From Productivity Hole to Productivity Hub: The Data

Posted by Abe on July 27, 2015


Full Stack Engineer

Published on July 27, 2015

Last week we released our first blog short titled: The Problem With Email to get our feet wet in one of the most important tools that somehow finds a way to plague our productivity.

As a part of our trending discussion on email and productive communication, let’s continue by taking you “From Productivity Hole to Productivity Hub” in our next blog short, series 2 of 5. Let’s dive in.


The Data: People, Email and Productivity

So how can we change this perception and practical use of email from a Productivity-Hole to a Productivity-Hub as it was intended to be? Let’s start with some stats.

1) The average information worker–basically anyone at a desk–loses 2.1 hours of productivity every day to interruptions and distractions, according to Basex, an IT research and consulting firm. That time is money.

2) Computer chip giant Intel, for one, has estimated that e-mail overload can cost large companies as much as $1 billion a year in lost employee productivity.

3) E-mail volume is growing at a rate of 66% a year, according to the E-Policy Institute.

4) Research conducted by the University of California and the U.S. Army reveals that cutting employees from email reduces their stress and enables them to resist work interruptions. The implications of this suggest that organizations should consider sending out emails in batches to counter the belief that email should be answered as soon as possible and curb employees’ desire to self-interrupt. “There are social expectations intertwined with email,” says Mark. “We expect that when we send an email, people will respond as quickly as possible. We also drive ourselves to answer the email as quickly as possible, perhaps just to get it out of our inbox.”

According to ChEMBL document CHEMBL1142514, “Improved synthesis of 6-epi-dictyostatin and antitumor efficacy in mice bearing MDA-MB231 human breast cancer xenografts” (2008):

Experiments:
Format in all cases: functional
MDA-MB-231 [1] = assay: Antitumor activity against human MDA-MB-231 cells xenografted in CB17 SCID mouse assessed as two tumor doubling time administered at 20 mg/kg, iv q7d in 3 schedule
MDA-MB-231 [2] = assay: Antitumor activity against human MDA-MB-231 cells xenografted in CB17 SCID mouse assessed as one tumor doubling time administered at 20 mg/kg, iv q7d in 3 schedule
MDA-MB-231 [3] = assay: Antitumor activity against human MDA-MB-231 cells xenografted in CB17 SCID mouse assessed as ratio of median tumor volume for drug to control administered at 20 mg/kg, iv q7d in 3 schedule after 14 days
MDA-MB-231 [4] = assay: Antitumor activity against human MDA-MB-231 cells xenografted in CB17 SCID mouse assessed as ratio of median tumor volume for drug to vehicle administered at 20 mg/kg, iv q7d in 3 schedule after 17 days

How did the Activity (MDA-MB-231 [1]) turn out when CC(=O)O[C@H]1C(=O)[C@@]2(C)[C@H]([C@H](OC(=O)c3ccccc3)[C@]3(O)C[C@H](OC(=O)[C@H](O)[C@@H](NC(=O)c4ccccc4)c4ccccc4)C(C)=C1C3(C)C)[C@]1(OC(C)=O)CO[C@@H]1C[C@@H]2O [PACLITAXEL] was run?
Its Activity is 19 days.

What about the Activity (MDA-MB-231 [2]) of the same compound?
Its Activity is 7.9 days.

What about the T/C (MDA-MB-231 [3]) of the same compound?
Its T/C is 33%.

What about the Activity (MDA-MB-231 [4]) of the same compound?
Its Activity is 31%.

5) Search and email remain the top online activities. Among online adults, 92% use email, with 61% using it on an average day.


6) The number of worldwide email accounts continues to grow from over 4.1 billion accounts in 2014 to over 5.2 billion accounts by the end of 2018.

7) The total number of worldwide email users, including both business and consumer users, is also increasing from over 2.5 billion in 2014 to over 2.8 billion in 2018.

8) Email remains the most pervasive form of communication in the business world, while other technologies such as social networking, instant messaging (IM), mobile IM, and others are also taking hold, email remains the most ubiquitous form of business communication.

9) Business users send and receive on average 121 emails a day in 2014, and this is expected to grow to 140 emails a day by 2018.

10) Sometimes it feels like half of them are in your inbox: MarketingProfs says that 122,500,453,020 emails are sent every hour.

It’s clear that email continues to prevail as the #1 form of communication for eons to come. So where does the root of the problem lie?



Bill Gates of Microsoft says,


“We need better products to manage the information we do get. The problem is that the information exists, but it is not in one place and cannot be easily viewed in a meaningful way using today’s software. You have to seek the information out…it is spread across different systems,” Gates said in 2005


Software solutions can definitely deliver efficient means of information management via email, hence why at Mailbird, we are working our asses off to fulfill the big vision of building the world’s best email solution that is highly secure, fast and innovative. Our big vision is that Mailbird truly becomes only all-in-one email, productivity and communication suite that you’ll ever need again.




Are you surprised by the data about email usage above?

What do you believe to be the biggest problem with email? Is it the poor habits of people in managing email or is it the software used to manage email?

Share your thoughts in the comments section below and stay tuned for blog short 3 of 5 next Monday, titled “What it means to be productive when email is a major part of your job: Get more with less work philosophy“.

Full Stack Engineer

Published on July 27, 2015